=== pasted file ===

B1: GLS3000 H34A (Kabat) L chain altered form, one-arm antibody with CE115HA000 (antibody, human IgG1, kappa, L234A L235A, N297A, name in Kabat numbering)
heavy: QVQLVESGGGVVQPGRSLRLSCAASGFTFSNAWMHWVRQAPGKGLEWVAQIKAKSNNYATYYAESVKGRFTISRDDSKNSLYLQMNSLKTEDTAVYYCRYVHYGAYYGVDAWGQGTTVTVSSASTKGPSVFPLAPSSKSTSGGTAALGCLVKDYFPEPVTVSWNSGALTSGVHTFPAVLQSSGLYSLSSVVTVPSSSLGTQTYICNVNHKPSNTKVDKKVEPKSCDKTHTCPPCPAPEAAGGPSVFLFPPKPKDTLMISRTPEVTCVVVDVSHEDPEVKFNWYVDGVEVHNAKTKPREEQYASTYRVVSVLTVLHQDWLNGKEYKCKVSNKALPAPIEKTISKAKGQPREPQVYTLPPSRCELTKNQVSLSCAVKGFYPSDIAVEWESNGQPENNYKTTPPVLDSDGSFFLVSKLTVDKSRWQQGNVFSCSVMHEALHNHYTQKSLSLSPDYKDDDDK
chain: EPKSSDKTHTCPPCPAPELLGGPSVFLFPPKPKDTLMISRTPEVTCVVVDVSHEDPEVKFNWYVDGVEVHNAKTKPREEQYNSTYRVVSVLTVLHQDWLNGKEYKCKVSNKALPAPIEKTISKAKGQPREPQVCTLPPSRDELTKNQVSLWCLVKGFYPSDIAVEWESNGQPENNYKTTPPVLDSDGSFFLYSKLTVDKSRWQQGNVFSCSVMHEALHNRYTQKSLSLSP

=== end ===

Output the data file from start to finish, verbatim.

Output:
B1: GLS3000 H34A (Kabat) L chain altered form, one-arm antibody with CE115HA000 (antibody, human IgG1, kappa, L234A L235A, N297A, name in Kabat numbering)
heavy: QVQLVESGGGVVQPGRSLRLSCAASGFTFSNAWMHWVRQAPGKGLEWVAQIKAKSNNYATYYAESVKGRFTISRDDSKNSLYLQMNSLKTEDTAVYYCRYVHYGAYYGVDAWGQGTTVTVSSASTKGPSVFPLAPSSKSTSGGTAALGCLVKDYFPEPVTVSWNSGALTSGVHTFPAVLQSSGLYSLSSVVTVPSSSLGTQTYICNVNHKPSNTKVDKKVEPKSCDKTHTCPPCPAPEAAGGPSVFLFPPKPKDTLMISRTPEVTCVVVDVSHEDPEVKFNWYVDGVEVHNAKTKPREEQYASTYRVVSVLTVLHQDWLNGKEYKCKVSNKALPAPIEKTISKAKGQPREPQVYTLPPSRCELTKNQVSLSCAVKGFYPSDIAVEWESNGQPENNYKTTPPVLDSDGSFFLVSKLTVDKSRWQQGNVFSCSVMHEALHNHYTQKSLSLSPDYKDDDDK
chain: EPKSSDKTHTCPPCPAPELLGGPSVFLFPPKPKDTLMISRTPEVTCVVVDVSHEDPEVKFNWYVDGVEVHNAKTKPREEQYNSTYRVVSVLTVLHQDWLNGKEYKCKVSNKALPAPIEKTISKAKGQPREPQVCTLPPSRDELTKNQVSLWCLVKGFYPSDIAVEWESNGQPENNYKTTPPVLDSDGSFFLYSKLTVDKSRWQQGNVFSCSVMHEALHNRYTQKSLSLSP